Along side the randomness of life are our inner desires. Pope Francis notes that the word desire comes from the Latin de-sidus, meaning “lack of the star”, “the lack of the reference point that orients the path of life,” Francis says, “It evokes a suffering, a lack, and at the same time a tension to reach the good that we are missing.”
Spiritual teachers speak of a restless desire for God which manifests through desires for joy, fulfilment, love, life, and our true self. It is “the sign of God’s presence in us,” the pope writes. “A person who never desires is a static person, perhaps ill, almost dead.”
Desire is important for discernment because it is what fuels us and draws us through the process to a decision. We must listen to it, be attuned to its movements, and ensure it comes from God and ultimately leads to our fulfilment in God. Francis says, “Unlike a momentary craving or emotion, desire lasts through time, even a long time, and tends to materialize.”
Pope Francis notes that Jesus often questions people about their desires. What are you looking for? Do you want to be healed? “Jesus’ question was an invitation to bring clarity to [the person’s] heart.” Sometimes simple questions can be profoundly helpful. They can help us sift between what is truly important and what is not, what leads us to love of God and neighbour, and what does not.
Knowing ourselves is critical for good discernment. These days there are plenty of tools to grow in self-awareness like the Enneagram or other personality models. One of the most helpful tools however is the Examen, an exercise of examining your lived experience, your reactions and responses to it, and your desires for yourself going forward.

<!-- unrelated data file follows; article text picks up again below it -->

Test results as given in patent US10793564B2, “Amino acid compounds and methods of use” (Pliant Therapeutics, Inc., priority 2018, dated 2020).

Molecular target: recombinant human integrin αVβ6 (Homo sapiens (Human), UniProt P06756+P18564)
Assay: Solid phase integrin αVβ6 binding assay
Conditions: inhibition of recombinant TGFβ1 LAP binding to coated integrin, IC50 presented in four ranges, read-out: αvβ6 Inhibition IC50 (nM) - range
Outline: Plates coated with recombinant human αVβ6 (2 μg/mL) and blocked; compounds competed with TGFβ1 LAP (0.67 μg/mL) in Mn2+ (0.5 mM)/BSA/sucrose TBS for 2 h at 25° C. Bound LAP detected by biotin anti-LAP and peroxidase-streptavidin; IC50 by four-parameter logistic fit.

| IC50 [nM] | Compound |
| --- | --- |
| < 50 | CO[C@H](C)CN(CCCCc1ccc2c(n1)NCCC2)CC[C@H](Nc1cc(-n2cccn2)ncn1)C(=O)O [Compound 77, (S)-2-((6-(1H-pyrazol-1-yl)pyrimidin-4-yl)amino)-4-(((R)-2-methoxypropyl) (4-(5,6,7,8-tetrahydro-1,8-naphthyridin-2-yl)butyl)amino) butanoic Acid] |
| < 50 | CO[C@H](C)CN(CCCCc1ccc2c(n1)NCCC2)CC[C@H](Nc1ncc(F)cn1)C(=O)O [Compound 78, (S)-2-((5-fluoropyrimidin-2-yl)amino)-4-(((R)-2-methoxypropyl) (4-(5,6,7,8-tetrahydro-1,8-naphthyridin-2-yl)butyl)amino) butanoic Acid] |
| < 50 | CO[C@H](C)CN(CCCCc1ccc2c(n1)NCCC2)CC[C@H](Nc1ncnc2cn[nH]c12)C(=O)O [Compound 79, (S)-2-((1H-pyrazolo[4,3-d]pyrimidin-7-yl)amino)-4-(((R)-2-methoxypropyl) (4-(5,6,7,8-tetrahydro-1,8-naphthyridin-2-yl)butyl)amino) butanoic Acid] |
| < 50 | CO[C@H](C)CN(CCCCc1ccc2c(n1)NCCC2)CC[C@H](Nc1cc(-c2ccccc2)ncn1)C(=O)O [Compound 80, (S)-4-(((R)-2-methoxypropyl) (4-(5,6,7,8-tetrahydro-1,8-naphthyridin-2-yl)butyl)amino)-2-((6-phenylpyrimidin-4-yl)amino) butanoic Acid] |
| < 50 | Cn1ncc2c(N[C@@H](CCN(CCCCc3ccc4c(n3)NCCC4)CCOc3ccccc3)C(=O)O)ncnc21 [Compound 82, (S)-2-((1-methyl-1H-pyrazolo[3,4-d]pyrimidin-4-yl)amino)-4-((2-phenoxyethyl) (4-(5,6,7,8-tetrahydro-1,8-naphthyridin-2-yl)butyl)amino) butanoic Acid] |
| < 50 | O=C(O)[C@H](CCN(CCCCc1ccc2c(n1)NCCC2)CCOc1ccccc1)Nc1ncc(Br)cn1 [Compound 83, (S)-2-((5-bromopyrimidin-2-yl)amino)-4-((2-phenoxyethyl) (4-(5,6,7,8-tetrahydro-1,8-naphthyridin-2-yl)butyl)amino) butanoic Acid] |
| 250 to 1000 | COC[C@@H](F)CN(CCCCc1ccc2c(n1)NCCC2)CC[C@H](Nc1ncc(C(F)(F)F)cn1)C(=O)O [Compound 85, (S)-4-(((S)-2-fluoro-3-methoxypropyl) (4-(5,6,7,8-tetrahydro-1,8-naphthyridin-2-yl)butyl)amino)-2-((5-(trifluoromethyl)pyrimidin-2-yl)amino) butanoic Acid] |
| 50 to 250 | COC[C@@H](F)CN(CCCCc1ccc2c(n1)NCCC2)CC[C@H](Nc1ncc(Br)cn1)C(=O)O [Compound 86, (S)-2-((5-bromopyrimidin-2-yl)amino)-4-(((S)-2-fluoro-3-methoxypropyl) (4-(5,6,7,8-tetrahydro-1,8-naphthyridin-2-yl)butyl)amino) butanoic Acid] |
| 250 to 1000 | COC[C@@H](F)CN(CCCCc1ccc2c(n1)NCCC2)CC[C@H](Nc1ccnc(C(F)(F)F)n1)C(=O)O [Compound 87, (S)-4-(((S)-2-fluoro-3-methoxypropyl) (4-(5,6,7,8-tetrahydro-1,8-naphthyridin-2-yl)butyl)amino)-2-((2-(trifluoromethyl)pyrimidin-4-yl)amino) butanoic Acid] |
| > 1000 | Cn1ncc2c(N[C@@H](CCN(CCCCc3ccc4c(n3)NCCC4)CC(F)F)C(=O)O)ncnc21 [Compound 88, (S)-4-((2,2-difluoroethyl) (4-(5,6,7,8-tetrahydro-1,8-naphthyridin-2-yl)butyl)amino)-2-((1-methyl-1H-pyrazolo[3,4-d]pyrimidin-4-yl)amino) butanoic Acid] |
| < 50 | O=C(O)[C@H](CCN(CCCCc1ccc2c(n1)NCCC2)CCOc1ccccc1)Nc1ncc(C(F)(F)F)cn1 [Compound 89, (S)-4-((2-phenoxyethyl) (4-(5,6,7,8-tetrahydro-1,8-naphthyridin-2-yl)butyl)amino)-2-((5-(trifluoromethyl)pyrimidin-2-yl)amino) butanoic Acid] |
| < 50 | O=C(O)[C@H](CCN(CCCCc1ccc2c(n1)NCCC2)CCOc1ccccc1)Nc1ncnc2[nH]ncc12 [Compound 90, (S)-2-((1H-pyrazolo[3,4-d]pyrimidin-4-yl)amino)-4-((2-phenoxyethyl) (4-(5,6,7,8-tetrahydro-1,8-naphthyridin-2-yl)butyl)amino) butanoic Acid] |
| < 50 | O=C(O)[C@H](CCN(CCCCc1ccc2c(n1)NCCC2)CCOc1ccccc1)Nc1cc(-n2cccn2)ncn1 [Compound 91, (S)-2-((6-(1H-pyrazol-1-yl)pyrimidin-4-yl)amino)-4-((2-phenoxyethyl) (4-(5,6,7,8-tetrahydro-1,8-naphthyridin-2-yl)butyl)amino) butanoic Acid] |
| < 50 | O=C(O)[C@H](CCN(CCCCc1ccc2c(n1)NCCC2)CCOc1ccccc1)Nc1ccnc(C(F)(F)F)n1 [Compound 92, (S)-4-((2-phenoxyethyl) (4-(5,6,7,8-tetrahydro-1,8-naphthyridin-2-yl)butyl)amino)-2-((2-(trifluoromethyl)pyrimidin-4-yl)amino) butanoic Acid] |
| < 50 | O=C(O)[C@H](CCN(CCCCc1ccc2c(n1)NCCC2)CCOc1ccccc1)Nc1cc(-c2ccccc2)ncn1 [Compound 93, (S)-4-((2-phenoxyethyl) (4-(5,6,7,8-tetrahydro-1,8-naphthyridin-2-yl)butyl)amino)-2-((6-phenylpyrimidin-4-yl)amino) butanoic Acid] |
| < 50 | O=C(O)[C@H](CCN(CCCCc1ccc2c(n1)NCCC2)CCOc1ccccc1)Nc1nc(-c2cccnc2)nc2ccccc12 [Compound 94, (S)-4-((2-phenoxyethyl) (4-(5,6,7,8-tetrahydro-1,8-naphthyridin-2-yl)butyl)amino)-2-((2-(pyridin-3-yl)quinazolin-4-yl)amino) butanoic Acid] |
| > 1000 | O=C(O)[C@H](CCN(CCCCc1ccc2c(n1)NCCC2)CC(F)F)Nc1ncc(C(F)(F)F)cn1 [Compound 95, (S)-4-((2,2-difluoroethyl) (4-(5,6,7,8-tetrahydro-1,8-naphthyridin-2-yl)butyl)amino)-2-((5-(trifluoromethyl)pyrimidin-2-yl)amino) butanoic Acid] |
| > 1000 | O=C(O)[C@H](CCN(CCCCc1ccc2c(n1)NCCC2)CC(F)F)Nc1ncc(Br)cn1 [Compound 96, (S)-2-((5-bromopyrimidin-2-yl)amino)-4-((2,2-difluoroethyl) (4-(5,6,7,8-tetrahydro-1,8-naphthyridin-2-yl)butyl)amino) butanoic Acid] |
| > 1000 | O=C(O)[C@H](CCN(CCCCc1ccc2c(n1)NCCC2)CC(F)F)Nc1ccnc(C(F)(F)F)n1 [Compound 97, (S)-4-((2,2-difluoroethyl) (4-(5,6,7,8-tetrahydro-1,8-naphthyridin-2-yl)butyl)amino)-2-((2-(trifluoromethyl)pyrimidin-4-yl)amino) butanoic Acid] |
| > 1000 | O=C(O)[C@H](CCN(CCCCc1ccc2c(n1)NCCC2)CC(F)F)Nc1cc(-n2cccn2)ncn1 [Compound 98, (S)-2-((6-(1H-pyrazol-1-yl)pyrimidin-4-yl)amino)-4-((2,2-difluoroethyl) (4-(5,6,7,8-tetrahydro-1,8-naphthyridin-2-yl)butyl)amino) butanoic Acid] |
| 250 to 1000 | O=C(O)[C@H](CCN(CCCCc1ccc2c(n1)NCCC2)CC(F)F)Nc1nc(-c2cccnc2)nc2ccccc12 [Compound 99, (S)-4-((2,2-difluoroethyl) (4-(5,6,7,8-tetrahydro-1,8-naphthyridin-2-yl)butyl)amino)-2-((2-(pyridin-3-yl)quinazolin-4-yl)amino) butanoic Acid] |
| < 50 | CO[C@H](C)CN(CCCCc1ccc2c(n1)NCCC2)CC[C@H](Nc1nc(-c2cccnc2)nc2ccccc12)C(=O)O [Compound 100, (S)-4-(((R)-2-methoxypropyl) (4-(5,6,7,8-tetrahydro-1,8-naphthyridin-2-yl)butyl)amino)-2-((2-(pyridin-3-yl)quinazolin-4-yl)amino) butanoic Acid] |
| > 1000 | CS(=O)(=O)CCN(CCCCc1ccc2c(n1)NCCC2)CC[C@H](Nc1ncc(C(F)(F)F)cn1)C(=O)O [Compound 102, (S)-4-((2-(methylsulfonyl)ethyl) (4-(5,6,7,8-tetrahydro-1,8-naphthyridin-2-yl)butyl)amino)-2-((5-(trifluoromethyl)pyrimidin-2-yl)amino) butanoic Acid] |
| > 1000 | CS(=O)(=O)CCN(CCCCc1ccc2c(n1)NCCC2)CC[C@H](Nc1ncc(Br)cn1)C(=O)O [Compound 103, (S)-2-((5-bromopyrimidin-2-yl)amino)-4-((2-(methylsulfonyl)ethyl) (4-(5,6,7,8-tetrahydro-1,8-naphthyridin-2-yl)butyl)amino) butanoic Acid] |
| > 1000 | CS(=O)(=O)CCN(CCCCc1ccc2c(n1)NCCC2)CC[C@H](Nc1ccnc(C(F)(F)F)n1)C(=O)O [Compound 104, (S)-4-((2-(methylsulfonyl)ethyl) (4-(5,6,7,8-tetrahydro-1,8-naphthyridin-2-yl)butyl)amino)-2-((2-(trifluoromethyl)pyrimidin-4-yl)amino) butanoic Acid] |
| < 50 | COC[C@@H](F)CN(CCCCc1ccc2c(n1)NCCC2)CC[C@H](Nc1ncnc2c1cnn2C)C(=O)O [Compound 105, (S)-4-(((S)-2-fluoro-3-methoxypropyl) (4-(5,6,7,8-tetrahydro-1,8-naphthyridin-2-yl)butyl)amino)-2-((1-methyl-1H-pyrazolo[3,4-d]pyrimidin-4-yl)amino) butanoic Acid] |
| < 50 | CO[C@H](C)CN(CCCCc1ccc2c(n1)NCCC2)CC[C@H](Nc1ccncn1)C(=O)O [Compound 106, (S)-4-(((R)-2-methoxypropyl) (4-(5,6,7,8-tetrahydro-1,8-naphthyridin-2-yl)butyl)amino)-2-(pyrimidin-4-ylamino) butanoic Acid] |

The Examen is a daily act of discernment, of listening. We look back in order to look forward. And sometimes we see our weak points, our shadow side, and those unhealthy patterns that derail us from making life-giving choices.
Pope Francis says, “Reading one’s own history also means recognizing the presence of these ‘toxic’ elements, but to then broaden our narrative, learning to notice other things, making it richer, more respectful of complexity, succeeding also in grasping the discreet ways in which God acts in our life.”
He continues: “Because God’s style is discreet: God likes to go unseen, with discretion, he does not impose himself; he is like the air we breathe — we do not see it but it allows us to live, and we realize this only when it is missing.”
But how do we realise something is missing unless we look at ourselves? And how do we see the gifts we hold which will influence our future decisions?
“Stopping and acknowledging: it is important for discernment,” the pope writes. “It is a task of gathering those precious and hidden pearls that the Lord has scattered in our soil.”
Discernment, which does not make claims of absolute certainty as it is about life which is not always logical, requires more than simply striving for inner ‘well–being’ – it necessitates a relationship with what Pope Francis calls, “the Living One“. He puts it simply, “Jesus never forces you to follow him, never. Jesus lets you know his will, with all his heart he lets you know things, but he leaves you free.” This freedom is the necessary element of discernment, which allows for surprises, setbacks, and lets God be God.